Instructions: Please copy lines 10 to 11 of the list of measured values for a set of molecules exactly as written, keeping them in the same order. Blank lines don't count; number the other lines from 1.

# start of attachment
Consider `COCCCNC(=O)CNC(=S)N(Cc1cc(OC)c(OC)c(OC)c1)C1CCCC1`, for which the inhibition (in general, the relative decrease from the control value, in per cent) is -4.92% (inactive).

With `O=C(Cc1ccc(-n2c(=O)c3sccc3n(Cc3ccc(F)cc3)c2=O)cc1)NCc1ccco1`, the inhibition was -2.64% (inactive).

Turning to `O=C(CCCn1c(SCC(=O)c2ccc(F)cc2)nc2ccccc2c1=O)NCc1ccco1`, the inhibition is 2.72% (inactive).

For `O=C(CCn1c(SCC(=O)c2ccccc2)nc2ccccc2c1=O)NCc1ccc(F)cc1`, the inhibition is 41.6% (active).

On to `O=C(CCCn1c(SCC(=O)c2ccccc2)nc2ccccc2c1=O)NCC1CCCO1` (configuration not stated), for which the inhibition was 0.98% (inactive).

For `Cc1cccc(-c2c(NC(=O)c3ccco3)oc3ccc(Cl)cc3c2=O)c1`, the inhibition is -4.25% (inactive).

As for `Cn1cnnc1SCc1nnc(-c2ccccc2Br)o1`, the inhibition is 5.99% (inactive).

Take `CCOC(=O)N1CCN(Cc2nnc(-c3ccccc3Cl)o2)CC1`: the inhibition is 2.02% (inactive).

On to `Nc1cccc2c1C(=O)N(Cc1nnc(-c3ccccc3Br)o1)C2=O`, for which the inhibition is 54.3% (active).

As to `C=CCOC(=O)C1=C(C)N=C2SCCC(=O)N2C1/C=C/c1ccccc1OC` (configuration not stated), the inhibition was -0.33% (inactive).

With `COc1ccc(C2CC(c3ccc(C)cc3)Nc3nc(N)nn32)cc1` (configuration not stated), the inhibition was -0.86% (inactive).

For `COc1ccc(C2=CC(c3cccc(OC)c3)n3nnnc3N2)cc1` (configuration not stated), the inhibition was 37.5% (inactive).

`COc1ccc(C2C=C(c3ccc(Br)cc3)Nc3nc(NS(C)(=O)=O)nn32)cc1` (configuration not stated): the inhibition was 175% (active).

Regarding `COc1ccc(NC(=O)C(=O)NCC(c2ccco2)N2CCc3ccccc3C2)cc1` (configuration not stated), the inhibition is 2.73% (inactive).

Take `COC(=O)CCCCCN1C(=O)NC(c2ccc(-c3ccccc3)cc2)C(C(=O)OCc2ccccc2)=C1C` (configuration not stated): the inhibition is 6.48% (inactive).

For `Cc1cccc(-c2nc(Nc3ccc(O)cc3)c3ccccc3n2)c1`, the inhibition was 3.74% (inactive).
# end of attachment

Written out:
As to `C=CCOC(=O)C1=C(C)N=C2SCCC(=O)N2C1/C=C/c1ccccc1OC` (configuration not stated), the inhibition was -0.33% (inactive).

With `COc1ccc(C2CC(c3ccc(C)cc3)Nc3nc(N)nn32)cc1` (configuration not stated), the inhibition was -0.86% (inactive).